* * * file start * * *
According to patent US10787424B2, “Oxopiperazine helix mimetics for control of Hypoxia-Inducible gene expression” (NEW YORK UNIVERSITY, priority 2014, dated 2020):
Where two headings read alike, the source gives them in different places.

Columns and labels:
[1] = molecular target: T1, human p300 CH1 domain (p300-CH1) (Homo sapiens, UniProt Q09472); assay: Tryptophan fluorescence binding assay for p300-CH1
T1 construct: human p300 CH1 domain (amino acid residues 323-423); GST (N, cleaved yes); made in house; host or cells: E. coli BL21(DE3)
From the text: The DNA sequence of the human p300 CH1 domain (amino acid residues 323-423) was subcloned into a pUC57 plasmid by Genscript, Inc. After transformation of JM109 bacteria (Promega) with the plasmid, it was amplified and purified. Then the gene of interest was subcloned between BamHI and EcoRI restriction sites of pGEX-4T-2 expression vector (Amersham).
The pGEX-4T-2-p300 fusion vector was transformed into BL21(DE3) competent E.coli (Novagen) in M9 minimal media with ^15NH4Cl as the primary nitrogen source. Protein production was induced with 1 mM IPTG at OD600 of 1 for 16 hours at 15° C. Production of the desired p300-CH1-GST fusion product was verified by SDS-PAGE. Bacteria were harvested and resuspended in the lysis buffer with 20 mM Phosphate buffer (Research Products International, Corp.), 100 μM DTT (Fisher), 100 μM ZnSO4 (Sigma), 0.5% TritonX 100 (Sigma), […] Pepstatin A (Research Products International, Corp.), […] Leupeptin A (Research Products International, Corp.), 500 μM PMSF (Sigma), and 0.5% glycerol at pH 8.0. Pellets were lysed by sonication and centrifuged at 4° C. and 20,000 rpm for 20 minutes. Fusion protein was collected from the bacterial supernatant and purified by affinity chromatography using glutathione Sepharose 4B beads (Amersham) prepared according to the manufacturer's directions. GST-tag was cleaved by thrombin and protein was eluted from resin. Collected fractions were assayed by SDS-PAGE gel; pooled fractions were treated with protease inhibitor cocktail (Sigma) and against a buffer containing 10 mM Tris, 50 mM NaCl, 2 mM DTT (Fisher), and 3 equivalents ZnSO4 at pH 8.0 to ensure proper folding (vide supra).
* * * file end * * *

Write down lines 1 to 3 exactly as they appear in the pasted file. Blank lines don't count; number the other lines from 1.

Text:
According to patent US10787424B2, “Oxopiperazine helix mimetics for control of Hypoxia-Inducible gene expression” (NEW YORK UNIVERSITY, priority 2014, dated 2020):
Where two headings read alike, the source gives them in different places.

Columns and labels: